There is good news and bad news from the latest big report into Brexit. The good news is that London will be less badly hit by Brexit than other parts of the country. The bad news is that other parts of the country will be worse affected than London. And London will suffer anyway.
While we are all worse off since we left the EU, it is those red wall areas that fell to the Tories on the back of Brexit and Boris Johnson’s lies that are suffering the most. The pain is less in those leafy suburbs of the metropolis that overwhelmingly voted Remain.
These are the findings of new research in Brexit by Cambridge Econometrics, commissioned by the Greater London Authority and Sadiq Khan. Personally, I think that report is rather too pessimistic in its overall assessment of the economic costs of Brexit – it claims it will cost the country more than 10% of economic wealth by 2035. And from me, that is saying quite a lot.
But the key point is this: it explains very carefully and rationally why London will be affected less by Brexit than almost all of the rest of the country.
The report finds that growth across the UK will be 0.4% slower each year because of Brexit but only 0.3% slower in London. It finds that by 2035, the UK will have 3 million fewer jobs than it would have had if we had stayed in the EU, but only 500,000 of those lost jobs will be in London.
Investment has already been slashed because of Brexit and by 2035 it is projected to be 32% lower than if we had stayed in the EU. That hits both output and productivity but it will hit both more in the regions outside the metropolis. Productivity in London will stay as expected and will not be hit by Brexit, but in the regions it will fail to keep up, widening the gap by more than 4%.
The regions are more dependent on trade in goods, which is badly affected and will continue to be for years. They are also where the foreign investment in manufacturing is concentrated and where the European distribution hubs are based, and therefore hit worse by the cuts in investment. They were also much more dependent on EU regional development funds.
The economic blows that this report highlights will last until at least 2035. By then the UK’s economic output, its level of investment, the numbers employed, and the level of productivity will all still be lower, much lower, than if the UK had remained in the EU. Looking at the report, the only positive for the country seems to be that by 2035 the trade balance will be in surplus – meaning we will be exporting more than we import – but only because imports will fall even faster than exports. So not a positive at all.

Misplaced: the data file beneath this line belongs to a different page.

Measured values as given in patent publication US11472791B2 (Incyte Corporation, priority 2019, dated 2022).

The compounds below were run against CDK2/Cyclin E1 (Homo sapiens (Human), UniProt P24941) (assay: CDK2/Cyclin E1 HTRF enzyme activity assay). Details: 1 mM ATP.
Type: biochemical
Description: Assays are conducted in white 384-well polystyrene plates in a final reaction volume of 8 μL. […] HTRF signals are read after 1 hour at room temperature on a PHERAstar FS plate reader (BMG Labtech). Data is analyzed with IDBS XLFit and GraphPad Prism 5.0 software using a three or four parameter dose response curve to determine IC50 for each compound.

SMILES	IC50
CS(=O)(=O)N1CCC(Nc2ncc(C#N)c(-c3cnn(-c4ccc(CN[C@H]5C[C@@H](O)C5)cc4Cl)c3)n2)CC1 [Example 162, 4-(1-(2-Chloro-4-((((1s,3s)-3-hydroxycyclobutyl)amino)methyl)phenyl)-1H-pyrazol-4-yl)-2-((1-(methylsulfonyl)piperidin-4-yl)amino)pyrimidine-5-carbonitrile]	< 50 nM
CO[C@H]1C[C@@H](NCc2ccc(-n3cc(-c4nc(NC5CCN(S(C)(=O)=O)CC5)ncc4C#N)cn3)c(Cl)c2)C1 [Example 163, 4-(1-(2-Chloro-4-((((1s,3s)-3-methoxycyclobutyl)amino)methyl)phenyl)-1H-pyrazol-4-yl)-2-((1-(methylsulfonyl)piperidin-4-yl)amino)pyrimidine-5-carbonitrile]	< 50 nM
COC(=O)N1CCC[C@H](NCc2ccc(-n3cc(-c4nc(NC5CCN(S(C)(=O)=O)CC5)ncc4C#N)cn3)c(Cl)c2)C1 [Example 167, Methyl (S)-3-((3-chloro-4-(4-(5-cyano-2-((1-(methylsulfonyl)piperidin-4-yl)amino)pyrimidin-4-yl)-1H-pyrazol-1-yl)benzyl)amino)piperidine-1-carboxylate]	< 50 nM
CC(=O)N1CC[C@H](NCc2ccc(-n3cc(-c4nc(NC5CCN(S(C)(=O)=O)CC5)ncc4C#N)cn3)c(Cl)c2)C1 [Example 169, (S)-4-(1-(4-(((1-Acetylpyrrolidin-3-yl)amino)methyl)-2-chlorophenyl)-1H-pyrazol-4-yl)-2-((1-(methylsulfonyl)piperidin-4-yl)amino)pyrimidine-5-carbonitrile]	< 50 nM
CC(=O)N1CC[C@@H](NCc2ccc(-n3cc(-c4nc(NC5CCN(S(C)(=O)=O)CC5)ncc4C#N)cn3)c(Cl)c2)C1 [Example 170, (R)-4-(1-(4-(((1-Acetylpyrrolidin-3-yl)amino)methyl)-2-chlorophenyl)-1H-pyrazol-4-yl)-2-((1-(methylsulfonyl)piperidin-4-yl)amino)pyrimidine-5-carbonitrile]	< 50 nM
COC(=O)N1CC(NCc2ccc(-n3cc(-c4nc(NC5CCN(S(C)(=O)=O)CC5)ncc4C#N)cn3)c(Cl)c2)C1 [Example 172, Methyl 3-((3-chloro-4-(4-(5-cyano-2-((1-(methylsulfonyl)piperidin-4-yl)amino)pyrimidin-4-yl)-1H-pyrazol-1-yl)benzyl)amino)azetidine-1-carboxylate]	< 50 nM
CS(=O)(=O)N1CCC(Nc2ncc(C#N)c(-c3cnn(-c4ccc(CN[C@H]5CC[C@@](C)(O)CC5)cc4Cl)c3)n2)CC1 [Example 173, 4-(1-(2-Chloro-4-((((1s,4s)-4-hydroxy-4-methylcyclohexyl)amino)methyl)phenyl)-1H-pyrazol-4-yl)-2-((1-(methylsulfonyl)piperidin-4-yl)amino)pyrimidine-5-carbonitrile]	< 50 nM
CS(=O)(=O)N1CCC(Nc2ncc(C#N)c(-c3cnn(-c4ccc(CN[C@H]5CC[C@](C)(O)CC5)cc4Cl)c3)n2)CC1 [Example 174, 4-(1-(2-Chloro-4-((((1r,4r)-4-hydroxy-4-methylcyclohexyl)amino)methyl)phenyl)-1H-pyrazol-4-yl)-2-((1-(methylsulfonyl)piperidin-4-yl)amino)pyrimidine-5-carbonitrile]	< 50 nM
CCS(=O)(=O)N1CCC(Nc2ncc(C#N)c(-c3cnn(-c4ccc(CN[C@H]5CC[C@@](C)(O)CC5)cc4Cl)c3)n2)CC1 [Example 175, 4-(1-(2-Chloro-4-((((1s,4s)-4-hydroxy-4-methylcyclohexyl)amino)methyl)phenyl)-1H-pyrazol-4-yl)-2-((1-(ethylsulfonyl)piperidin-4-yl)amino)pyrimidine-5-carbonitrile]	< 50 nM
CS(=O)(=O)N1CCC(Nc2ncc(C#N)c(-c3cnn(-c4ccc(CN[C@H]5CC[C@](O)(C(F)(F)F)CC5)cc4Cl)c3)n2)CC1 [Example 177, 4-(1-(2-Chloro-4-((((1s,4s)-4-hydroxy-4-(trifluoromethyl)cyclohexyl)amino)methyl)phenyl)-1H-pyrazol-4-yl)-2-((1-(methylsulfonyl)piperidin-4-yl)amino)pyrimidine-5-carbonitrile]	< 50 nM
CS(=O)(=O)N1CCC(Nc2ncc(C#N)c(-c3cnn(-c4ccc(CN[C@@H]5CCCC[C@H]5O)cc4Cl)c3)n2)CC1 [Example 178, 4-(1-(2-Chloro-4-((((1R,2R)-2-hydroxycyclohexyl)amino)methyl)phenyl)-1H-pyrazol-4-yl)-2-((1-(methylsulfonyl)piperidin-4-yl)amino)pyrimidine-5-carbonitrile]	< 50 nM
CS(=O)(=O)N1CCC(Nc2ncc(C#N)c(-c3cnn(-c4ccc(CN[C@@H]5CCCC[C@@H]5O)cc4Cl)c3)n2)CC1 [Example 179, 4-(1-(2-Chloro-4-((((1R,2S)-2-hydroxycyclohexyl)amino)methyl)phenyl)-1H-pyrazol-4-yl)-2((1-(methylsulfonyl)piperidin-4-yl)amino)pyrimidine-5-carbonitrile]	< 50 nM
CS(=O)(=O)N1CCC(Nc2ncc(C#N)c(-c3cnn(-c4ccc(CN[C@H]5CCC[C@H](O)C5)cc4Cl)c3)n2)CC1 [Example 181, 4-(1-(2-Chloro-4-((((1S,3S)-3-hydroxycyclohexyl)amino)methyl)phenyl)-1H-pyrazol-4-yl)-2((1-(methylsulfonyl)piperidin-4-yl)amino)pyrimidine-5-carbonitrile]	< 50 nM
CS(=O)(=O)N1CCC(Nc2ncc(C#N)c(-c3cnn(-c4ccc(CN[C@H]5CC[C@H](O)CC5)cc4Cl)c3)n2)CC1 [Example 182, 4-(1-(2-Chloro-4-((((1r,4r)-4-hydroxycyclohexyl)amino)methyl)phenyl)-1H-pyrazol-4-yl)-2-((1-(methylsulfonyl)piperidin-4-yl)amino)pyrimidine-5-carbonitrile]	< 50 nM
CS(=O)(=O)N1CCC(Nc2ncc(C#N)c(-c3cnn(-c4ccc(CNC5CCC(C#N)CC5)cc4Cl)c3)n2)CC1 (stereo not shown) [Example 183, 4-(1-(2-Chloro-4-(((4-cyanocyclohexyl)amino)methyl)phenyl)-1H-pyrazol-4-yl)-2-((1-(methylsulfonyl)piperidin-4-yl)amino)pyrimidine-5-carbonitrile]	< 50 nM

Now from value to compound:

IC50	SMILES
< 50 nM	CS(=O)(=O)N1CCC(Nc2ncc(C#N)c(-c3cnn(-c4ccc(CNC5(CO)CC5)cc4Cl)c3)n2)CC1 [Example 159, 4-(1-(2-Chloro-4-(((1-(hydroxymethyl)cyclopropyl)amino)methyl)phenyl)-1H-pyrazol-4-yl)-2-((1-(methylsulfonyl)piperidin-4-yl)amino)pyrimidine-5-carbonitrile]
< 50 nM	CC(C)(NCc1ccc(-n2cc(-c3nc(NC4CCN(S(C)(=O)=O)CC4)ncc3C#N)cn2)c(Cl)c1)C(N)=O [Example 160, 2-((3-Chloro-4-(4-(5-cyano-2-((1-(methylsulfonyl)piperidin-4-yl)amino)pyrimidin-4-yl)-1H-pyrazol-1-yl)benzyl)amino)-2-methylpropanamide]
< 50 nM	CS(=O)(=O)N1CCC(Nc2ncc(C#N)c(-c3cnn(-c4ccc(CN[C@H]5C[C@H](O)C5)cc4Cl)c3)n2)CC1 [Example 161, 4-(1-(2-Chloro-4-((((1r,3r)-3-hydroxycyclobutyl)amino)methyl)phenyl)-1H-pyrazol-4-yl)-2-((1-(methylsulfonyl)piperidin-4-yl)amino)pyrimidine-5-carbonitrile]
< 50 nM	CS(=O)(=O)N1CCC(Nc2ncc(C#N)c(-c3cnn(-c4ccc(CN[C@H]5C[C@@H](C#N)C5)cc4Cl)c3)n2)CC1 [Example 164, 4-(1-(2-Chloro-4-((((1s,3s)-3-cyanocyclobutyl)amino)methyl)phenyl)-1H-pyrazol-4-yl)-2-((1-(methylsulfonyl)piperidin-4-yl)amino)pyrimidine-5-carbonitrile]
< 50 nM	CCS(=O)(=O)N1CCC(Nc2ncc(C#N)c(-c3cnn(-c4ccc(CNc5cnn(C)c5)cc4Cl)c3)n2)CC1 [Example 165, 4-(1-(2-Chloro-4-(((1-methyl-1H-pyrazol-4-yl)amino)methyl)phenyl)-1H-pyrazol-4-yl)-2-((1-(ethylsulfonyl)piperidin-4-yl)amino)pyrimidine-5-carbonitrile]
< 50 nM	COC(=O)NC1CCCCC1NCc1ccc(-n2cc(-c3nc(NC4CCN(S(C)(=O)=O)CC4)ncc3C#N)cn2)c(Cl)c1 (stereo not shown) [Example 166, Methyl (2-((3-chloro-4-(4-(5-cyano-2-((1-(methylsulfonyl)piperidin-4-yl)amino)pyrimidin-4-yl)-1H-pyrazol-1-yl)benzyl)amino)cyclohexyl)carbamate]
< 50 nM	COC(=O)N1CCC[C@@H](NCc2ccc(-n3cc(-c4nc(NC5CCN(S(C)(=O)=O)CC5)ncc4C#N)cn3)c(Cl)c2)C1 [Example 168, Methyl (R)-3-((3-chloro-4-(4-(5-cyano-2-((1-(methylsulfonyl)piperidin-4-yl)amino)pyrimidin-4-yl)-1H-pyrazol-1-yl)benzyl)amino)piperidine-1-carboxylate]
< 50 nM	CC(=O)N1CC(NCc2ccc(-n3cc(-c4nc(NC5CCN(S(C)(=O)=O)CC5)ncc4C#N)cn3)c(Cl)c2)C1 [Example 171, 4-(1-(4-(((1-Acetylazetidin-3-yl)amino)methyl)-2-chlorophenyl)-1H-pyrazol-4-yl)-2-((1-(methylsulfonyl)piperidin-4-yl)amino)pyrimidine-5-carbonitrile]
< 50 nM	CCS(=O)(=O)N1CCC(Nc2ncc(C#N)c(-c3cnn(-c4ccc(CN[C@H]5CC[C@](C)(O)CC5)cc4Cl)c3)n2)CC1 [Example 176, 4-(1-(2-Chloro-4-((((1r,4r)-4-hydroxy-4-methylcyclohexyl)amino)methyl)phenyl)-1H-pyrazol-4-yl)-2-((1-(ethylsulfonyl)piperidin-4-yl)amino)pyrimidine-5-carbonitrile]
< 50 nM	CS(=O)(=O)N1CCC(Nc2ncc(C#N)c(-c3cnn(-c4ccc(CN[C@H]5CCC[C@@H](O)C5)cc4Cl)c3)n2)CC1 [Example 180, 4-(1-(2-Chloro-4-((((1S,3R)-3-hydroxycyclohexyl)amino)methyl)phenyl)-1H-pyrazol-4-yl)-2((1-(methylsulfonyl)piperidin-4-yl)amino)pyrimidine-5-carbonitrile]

London doing not quite as badly as the rest of the country means that the huge economic gulf between the capital and the rest of the economy will get ever wider.
The UK is already made up of vast areas of economic poverty (some of the worst in Europe) with disastrously low productivity (some of the worst in Europe), with a few islands of wealth and efficiency: mainly London but also Edinburgh, Bristol and a few others. Attempts to reverse that trend by dragging other areas up to London’s level have never worked and now they probably never can. Brexit has finished off any such ambitions.
As this report doesn’t quite say but what is evidentially clear from its findings is that the Northern Powerhouse is dead and buried, and the idea of levelling up is now a sick joke. They were always just fancy PR stunts, electoral gimmicks, a way to con the poorer parts of the UK into voting Tory, but now the cat is out of the bag. You cannot catch up by slowing down more than those ahead of you.
It is certain that the UK will not now level up but that we will all level down instead. It is just that some of us, including the already poor parts of the country, will fall further down than others and stay there.
Why London – an international city, a tourist magnet, a financial and services behemoth, the go-to destination for the wealthy, successful and ambitious of the world, with three major airports and a train link to the continent – should suffer less than the rest of the country is obvious.
Many parts of Britain have none of those advantages. We cannot stop other regions being more dependent on trade with the EU, which they are, and therefore suffering more from barriers to trade, we cannot stop them losing more jobs as a result, we cannot stop foreign firms taking their investments elsewhere, we cannot stop productivity suffering as a result, we cannot replace the low paid, low skilled jobs with better ones, or replace the EU’s regional funds.
The rest of the UK will therefore lose productivity, wealth, and jobs in far greater numbers than the capital.
If this strikes you as poetic justice, shame on you. The parts of the country which voted for Brexit did so because they were already left behind, run down and ignored and they fell for the cynical liars who convinced them there was a once-in-a-lifetime chance of catching up – that the EU was taking all their money and immigrants were holding them back and Brexit would set them free. Now they will fall even further behind, London will become even wealthier in comparison, they will have fewer and worse jobs, they will be poorer and less healthy. Brexit has hit us all badly, but some are now even more unequal than others.